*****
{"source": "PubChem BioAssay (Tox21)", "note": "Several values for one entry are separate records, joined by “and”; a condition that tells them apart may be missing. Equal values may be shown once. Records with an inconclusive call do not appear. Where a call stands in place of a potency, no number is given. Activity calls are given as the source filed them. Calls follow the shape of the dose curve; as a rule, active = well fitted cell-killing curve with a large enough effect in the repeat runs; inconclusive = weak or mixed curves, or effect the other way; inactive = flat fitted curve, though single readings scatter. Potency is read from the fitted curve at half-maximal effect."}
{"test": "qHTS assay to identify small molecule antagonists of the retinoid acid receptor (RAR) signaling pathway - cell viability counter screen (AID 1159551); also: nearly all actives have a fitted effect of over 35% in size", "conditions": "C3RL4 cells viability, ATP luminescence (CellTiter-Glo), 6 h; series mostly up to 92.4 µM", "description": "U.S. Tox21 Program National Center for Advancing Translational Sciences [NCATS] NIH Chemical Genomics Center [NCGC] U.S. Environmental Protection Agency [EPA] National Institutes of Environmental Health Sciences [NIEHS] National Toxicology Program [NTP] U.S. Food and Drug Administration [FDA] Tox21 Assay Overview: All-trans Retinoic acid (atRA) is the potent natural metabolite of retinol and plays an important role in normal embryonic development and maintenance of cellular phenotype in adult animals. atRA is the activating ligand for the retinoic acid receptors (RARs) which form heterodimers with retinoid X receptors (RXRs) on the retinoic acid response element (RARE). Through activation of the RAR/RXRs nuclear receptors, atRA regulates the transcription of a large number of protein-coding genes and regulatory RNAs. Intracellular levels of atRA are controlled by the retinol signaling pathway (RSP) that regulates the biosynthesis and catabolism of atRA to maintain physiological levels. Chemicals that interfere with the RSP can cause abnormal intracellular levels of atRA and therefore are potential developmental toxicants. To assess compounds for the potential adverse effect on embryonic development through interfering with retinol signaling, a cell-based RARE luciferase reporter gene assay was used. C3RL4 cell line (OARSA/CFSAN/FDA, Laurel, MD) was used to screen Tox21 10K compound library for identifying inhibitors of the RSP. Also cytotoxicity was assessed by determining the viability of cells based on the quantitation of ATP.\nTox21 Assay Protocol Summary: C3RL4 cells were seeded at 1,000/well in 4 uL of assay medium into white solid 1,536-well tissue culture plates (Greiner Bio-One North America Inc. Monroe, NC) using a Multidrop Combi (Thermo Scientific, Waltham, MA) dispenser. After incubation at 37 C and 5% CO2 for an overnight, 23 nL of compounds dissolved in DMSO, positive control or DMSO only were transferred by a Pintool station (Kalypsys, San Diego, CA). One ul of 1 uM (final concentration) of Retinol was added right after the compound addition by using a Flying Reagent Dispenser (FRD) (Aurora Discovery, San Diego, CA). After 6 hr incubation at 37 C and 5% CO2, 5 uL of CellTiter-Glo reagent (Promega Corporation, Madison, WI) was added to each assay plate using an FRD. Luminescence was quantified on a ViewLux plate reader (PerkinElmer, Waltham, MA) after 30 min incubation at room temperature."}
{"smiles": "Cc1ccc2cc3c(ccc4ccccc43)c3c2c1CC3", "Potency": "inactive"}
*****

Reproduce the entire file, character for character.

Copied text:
{"source": "PubChem BioAssay (Tox21)", "note": "Several values for one entry are separate records, joined by “and”; a condition that tells them apart may be missing. Equal values may be shown once. Records with an inconclusive call do not appear. Where a call stands in place of a potency, no number is given. Activity calls are given as the source filed them. Calls follow the shape of the dose curve; as a rule, active = well fitted cell-killing curve with a large enough effect in the repeat runs; inconclusive = weak or mixed curves, or effect the other way; inactive = flat fitted curve, though single readings scatter. Potency is read from the fitted curve at half-maximal effect."}
{"test": "qHTS assay to identify small molecule antagonists of the retinoid acid receptor (RAR) signaling pathway - cell viability counter screen (AID 1159551); also: nearly all actives have a fitted effect of over 35% in size", "conditions": "C3RL4 cells viability, ATP luminescence (CellTiter-Glo), 6 h; series mostly up to 92.4 µM", "description": "U.S. Tox21 Program National Center for Advancing Translational Sciences [NCATS] NIH Chemical Genomics Center [NCGC] U.S. Environmental Protection Agency [EPA] National Institutes of Environmental Health Sciences [NIEHS] National Toxicology Program [NTP] U.S. Food and Drug Administration [FDA] Tox21 Assay Overview: All-trans Retinoic acid (atRA) is the potent natural metabolite of retinol and plays an important role in normal embryonic development and maintenance of cellular phenotype in adult animals. atRA is the activating ligand for the retinoic acid receptors (RARs) which form heterodimers with retinoid X receptors (RXRs) on the retinoic acid response element (RARE). Through activation of the RAR/RXRs nuclear receptors, atRA regulates the transcription of a large number of protein-coding genes and regulatory RNAs. Intracellular levels of atRA are controlled by the retinol signaling pathway (RSP) that regulates the biosynthesis and catabolism of atRA to maintain physiological levels. Chemicals that interfere with the RSP can cause abnormal intracellular levels of atRA and therefore are potential developmental toxicants. To assess compounds for the potential adverse effect on embryonic development through interfering with retinol signaling, a cell-based RARE luciferase reporter gene assay was used. C3RL4 cell line (OARSA/CFSAN/FDA, Laurel, MD) was used to screen Tox21 10K compound library for identifying inhibitors of the RSP. Also cytotoxicity was assessed by determining the viability of cells based on the quantitation of ATP.\nTox21 Assay Protocol Summary: C3RL4 cells were seeded at 1,000/well in 4 uL of assay medium into white solid 1,536-well tissue culture plates (Greiner Bio-One North America Inc. Monroe, NC) using a Multidrop Combi (Thermo Scientific, Waltham, MA) dispenser. After incubation at 37 C and 5% CO2 for an overnight, 23 nL of compounds dissolved in DMSO, positive control or DMSO only were transferred by a Pintool station (Kalypsys, San Diego, CA). One ul of 1 uM (final concentration) of Retinol was added right after the compound addition by using a Flying Reagent Dispenser (FRD) (Aurora Discovery, San Diego, CA). After 6 hr incubation at 37 C and 5% CO2, 5 uL of CellTiter-Glo reagent (Promega Corporation, Madison, WI) was added to each assay plate using an FRD. Luminescence was quantified on a ViewLux plate reader (PerkinElmer, Waltham, MA) after 30 min incubation at room temperature."}
{"smiles": "Cc1ccc2cc3c(ccc4ccccc43)c3c2c1CC3", "Potency": "inactive"}